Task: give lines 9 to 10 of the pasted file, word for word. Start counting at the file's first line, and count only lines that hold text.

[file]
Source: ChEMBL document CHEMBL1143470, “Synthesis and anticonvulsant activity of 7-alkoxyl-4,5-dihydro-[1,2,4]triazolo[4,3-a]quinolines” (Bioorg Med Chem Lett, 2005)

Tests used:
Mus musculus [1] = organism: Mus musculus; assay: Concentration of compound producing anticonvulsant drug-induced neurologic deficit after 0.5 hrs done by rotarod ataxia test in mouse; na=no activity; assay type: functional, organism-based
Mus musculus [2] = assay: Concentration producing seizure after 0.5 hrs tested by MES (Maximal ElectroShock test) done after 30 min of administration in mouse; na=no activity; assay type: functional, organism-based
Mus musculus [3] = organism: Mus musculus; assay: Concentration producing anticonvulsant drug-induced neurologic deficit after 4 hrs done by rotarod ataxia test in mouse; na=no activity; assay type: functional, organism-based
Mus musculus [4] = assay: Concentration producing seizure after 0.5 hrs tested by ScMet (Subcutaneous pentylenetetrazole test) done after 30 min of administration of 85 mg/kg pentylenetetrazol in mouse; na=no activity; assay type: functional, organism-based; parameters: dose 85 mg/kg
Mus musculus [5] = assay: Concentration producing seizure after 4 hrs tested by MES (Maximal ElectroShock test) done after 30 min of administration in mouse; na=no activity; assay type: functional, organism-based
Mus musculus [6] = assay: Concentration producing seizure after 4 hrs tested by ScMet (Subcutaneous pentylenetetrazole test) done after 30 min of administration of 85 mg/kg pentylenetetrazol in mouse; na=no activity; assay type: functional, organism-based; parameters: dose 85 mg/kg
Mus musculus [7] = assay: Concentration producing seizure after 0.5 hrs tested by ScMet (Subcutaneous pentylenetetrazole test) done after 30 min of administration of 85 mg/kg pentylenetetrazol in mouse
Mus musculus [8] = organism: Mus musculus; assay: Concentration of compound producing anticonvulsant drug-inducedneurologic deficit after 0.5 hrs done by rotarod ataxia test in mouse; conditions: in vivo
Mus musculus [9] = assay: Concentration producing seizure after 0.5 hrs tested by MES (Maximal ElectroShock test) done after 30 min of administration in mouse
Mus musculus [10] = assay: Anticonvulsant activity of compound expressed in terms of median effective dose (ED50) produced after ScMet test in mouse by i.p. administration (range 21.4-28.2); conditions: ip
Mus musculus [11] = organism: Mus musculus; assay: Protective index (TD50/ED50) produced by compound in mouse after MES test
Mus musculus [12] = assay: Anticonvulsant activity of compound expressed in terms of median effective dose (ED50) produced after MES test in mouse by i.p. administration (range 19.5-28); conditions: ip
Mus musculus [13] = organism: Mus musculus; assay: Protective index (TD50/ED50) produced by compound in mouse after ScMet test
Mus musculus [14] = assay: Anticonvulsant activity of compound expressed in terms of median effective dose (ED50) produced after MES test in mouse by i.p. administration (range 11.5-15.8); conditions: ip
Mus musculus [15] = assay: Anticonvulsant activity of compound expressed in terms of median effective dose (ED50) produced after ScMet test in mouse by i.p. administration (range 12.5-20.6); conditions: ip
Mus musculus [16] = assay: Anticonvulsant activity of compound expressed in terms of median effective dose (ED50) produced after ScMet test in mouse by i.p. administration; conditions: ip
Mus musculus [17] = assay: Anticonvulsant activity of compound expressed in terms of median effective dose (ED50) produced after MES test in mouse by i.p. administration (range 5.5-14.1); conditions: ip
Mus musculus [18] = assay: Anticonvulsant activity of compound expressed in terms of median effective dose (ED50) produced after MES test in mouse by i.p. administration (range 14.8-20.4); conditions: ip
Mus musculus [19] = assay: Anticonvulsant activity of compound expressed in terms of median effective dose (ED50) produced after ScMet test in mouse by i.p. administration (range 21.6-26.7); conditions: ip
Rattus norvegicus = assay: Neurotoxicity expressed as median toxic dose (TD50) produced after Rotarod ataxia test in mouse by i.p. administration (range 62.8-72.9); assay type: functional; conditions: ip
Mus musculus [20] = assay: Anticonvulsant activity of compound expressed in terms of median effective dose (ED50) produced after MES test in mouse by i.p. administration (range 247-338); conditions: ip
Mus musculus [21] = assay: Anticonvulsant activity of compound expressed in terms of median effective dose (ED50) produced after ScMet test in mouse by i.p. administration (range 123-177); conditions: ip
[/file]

Mus musculus [7] = assay: Concentration producing seizure after 0.5 hrs tested by ScMet (Subcutaneous pentylenetetrazole test) done after 30 min of administration of 85 mg/kg pentylenetetrazol in mouse
Mus musculus [8] = organism: Mus musculus; assay: Concentration of compound producing anticonvulsant drug-inducedneurologic deficit after 0.5 hrs done by rotarod ataxia test in mouse; conditions: in vivo